Disclaimer: I had a hard enough time writing the minimal dialogue for this, let alone being able to actually write the series. That belongs to cleverer heads than mine.
Author's Note: While I like to think that kiss in "Special Powers" was their first, this idea popped into my head and wouldn't let me go. Also, the Superbowl they watch in Part I is Superbowl XVII, 1983, Washington Redskins vs. Miami Dolphins. Near as I could figure, they would've been 18 then.
The first time he kissed her, they were freshmen in college. He lived directly above her, had met her playing pick-up football that very first weekend of school, and it was the Superbowl, and everyone who cared at all about football was gathered in the student center. This was a big one, after the strike. He was the golden boy, tall and good-looking and all-American; she was the pretty blonde tomboy drinking beer like there was no tomorrow and screaming at the television more than anyone else without really caring who won.
He perched on the armrest of the couch she was sitting in (when she wasn't on her feet), and leaned across the back of it to talk in her ear. "What's got you so excited? You're from New York."
She didn't even turn to look at him, just grinned with her thumb pressed to her mouth. "I just like sports." And with that, she was on her feet again, roaring at a touchdown, and he was laughing alongside her.
Later, after the Redskins won and the beer was drunk and the chips were eaten, he walked home with her. She was giddy, laughing and walking backwards and retelling plays. He was laughing too, steering her away from trees when she came too close and marveling at her ability to recall even the most unimportant details of the game.
At her door, just as he was about to head upstairs to the men's floor, she stopped him. "You should do that," she said, her hand familiarly on his chest.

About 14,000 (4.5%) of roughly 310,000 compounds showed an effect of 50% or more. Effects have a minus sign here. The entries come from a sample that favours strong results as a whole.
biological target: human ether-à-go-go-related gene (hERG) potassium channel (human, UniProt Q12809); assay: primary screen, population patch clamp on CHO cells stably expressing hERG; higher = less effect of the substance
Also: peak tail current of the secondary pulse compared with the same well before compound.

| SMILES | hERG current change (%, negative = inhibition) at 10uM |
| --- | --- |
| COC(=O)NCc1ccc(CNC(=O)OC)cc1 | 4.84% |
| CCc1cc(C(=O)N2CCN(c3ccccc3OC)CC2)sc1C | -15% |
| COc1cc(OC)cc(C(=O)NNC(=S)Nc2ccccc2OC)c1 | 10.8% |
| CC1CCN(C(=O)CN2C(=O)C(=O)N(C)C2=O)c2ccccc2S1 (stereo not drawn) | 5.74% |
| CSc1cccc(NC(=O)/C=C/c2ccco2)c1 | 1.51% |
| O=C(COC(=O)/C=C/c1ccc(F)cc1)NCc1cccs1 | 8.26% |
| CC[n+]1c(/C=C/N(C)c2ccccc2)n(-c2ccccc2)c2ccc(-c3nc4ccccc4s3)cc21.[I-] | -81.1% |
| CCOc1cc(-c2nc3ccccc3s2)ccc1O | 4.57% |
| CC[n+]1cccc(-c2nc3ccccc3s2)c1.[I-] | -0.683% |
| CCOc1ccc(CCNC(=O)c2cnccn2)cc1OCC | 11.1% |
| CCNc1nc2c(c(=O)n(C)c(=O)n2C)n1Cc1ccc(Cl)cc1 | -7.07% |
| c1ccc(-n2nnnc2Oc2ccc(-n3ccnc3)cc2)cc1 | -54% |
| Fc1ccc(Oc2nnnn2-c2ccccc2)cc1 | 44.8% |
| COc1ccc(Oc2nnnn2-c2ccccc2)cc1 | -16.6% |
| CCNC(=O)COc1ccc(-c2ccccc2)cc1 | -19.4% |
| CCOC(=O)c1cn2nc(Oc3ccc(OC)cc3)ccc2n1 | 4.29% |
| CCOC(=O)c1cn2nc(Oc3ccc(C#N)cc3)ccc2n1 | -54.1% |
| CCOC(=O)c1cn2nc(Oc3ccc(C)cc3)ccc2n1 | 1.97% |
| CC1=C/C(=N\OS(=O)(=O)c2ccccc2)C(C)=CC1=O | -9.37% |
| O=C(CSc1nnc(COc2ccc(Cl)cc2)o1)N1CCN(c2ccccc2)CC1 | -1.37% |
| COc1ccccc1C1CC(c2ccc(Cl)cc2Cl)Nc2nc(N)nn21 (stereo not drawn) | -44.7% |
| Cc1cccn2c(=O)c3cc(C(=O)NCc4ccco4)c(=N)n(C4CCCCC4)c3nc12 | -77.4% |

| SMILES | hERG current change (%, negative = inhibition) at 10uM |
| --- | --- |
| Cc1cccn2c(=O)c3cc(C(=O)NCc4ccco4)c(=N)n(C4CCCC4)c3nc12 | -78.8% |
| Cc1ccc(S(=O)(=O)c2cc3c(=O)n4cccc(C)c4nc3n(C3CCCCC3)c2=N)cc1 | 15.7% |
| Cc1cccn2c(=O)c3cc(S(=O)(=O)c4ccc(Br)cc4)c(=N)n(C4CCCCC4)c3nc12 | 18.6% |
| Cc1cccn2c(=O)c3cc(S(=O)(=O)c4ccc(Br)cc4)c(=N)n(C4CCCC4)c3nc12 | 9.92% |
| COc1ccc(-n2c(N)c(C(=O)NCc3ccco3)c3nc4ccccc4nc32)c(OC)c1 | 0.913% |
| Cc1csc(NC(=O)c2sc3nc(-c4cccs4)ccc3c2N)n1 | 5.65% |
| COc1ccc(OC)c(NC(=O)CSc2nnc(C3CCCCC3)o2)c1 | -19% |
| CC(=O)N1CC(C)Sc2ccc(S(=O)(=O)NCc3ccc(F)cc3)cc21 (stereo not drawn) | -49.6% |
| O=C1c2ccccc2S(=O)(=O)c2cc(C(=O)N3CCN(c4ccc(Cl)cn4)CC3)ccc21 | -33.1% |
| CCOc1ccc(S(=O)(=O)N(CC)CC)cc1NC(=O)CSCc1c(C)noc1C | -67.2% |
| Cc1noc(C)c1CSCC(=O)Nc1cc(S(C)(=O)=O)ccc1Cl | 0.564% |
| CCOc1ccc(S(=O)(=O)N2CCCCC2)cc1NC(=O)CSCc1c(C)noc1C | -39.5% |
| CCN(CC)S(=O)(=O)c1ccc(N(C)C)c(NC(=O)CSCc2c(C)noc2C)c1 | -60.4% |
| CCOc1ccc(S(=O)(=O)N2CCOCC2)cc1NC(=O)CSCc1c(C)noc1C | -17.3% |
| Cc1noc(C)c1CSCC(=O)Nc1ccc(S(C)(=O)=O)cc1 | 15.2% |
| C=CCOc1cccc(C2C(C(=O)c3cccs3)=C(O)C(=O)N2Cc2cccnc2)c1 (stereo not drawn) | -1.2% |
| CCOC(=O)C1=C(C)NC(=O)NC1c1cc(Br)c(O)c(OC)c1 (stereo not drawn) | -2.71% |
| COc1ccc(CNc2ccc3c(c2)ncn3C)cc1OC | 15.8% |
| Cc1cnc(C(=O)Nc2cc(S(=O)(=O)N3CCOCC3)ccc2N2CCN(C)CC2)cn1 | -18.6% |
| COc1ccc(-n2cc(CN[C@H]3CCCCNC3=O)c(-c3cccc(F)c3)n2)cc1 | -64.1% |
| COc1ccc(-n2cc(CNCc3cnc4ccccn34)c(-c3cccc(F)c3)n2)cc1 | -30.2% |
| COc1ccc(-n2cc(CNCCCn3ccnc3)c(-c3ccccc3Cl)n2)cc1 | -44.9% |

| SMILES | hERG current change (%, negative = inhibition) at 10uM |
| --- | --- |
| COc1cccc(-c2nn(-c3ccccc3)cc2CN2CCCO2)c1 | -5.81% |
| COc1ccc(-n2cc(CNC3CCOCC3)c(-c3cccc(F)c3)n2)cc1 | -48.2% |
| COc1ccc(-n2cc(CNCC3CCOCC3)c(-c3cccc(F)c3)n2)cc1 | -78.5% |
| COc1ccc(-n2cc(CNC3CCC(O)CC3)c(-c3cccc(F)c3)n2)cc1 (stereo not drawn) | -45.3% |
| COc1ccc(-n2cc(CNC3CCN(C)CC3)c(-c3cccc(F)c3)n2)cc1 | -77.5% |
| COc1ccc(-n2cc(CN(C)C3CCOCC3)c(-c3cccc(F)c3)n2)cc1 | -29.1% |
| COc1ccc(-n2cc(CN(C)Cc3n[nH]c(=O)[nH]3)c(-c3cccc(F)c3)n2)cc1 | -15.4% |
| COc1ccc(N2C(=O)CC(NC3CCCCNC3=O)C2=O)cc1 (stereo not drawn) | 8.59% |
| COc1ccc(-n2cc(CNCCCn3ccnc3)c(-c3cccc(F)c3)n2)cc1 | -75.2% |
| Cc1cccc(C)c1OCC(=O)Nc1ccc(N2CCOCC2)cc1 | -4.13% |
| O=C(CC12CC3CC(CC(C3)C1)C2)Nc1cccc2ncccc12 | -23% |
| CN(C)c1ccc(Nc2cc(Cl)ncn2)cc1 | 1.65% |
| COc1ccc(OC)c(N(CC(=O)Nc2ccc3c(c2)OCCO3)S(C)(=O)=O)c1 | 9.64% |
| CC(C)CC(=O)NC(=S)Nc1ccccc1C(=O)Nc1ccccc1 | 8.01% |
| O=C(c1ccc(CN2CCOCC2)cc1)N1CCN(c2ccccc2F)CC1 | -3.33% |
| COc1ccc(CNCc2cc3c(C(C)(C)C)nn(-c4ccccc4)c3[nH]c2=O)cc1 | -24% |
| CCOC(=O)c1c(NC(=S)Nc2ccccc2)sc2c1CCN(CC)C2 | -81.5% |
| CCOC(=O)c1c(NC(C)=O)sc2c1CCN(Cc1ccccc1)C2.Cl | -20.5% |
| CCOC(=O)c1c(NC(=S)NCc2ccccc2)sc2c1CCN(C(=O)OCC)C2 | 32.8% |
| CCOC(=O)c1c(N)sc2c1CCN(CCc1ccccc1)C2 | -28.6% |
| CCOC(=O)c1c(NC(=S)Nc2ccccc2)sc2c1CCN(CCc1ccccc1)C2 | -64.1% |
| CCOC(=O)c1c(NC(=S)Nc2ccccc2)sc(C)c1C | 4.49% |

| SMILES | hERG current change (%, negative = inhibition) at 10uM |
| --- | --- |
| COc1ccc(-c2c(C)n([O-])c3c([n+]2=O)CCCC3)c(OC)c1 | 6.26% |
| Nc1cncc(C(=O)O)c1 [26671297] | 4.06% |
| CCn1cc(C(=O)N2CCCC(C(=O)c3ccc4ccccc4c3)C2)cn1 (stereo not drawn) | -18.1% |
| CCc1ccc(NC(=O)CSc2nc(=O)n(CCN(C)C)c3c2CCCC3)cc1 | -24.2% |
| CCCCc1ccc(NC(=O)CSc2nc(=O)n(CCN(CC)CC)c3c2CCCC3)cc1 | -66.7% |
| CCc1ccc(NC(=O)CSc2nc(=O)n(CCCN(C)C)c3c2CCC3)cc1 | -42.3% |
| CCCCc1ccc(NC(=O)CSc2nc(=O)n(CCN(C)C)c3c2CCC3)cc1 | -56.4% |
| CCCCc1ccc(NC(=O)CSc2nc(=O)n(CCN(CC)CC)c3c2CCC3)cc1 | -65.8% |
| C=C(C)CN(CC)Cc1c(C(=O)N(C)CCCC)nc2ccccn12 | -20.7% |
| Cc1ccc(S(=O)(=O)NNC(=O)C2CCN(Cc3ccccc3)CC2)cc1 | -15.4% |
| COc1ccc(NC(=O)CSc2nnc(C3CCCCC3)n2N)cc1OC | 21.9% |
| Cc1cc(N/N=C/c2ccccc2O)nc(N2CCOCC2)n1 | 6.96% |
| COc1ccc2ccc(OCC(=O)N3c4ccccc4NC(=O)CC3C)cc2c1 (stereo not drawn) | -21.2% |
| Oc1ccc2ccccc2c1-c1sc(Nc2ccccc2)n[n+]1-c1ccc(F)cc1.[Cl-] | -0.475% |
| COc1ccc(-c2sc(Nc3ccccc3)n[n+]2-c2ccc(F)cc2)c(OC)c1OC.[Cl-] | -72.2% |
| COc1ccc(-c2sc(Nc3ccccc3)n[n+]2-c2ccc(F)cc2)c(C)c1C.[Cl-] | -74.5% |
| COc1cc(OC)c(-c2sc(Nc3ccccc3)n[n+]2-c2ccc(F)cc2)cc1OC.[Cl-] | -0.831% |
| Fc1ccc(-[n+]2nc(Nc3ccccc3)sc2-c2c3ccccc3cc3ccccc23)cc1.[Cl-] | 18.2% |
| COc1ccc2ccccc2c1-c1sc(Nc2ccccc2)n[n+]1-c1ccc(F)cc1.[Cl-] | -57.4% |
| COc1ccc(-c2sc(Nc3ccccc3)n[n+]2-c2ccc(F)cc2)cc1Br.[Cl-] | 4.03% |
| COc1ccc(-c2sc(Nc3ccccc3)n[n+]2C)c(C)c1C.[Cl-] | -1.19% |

"What, play pro football?"
She laughed and smacked him on the arm. "No! Commentate. You were great tonight."
"All I did was make sarcastic remarks."
"It was good," she said, and smiled at him so sweetly that he couldn't help himself and bent down and kissed her briefly on the mouth. When he pulled away, she cocked her head at him quizzically. "What was that for?"
He grinned at her. "Good night, Dana."
As he walked off, he could hear her fumbling her key into the lock. As she opened the door, she turned and yelled down the hallway, "Good night, Casey!" He grinned and waved back over his shoulder without looking at her, knowing he'd see her again soon.
Two weeks later, he met Lisa.
The second time he kissed her was after Lisa turned him down the first time. They'd just returned for their sophomore year, and he'd missed both of them madly over the summer. He'd finally gotten up the courage to ask Lisa out (as he'd tell Dan years later, he's never had that ease, that fluidity, with women), and she'd said no, that he just wasn't what she was looking for. He wound up drunk in Dana's room, talking (according to him) and whining (according to her) and asking for advice.
"Look, Casey," Dana said, waving her cup around the room (drinking in solidarity, of course); "if she doesn't want you, then why would you want her?"
"Because she's pretty, and smart, and she cooks really well, and she's pretty, and I like her."
"Well, that's a great list of reasons, isn't it?" Casey half-giggled, and Dana laughed at him. "Did you just giggle? You did, didn't you?"
"Not a bit of it. I laughed in a very manly fashion." He did it again. "Except that I didn't at all."
Dana laughed, uproariously – she's always been his favorite drunk, and her laughter is contagious. He started laughing too, and crossed the room to lean against the desk where she was perched, like a gracefully rough canary, and tapped the lip of his cup to hers. They came together with a slight plastic clack, a sound that always seems woefully inadequate.
"You always know how to make me feel better," he said, and turned to her, balancing his hip against the edge of the desk.
She reached up and ran her hand along his jawline, a casual comforting gesture that he'd never experienced before but still felt familiar. "Any time," she said, and smiled, and just like the last time, he couldn't help himself and was kissing her without any warning. But this time, his hands came up to her face, and her hand cupped the back of his head, and he was leaning into her like he hadn't asked out another girl that very day, and she was leaning too like he wasn't the totally platonic friend she always swore he was. And as his right arm slipped around her waist, he knocked his half-full cup off the desk, sending vodka and orange juice spilling all across her tile floor, and just like that, the moment was broken.